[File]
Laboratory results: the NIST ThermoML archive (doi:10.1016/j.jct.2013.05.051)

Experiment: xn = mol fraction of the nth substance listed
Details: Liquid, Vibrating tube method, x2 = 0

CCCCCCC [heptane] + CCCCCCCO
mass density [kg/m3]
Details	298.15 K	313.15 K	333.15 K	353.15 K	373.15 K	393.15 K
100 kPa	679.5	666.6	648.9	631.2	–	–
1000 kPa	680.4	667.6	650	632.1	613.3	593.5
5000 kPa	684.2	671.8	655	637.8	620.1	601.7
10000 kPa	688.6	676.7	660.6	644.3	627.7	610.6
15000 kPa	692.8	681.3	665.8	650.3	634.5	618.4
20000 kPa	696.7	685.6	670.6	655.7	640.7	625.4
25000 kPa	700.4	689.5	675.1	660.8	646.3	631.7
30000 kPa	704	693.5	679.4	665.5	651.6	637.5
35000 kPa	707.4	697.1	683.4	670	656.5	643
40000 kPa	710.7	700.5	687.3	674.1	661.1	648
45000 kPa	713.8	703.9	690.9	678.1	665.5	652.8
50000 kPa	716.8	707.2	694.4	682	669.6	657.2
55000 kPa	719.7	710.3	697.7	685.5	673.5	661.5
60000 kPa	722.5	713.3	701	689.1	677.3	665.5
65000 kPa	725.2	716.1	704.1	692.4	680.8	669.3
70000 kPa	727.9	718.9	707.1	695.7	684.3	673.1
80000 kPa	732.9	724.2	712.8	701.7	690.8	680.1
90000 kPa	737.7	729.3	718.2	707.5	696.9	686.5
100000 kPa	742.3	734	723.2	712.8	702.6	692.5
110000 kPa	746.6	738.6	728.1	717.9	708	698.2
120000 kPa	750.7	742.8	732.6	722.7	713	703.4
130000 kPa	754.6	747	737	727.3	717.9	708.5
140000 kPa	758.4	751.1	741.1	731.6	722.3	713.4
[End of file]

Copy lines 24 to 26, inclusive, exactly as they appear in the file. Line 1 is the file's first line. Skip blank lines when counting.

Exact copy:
90000 kPa	737.7	729.3	718.2	707.5	696.9	686.5
100000 kPa	742.3	734	723.2	712.8	702.6	692.5
110000 kPa	746.6	738.6	728.1	717.9	708	698.2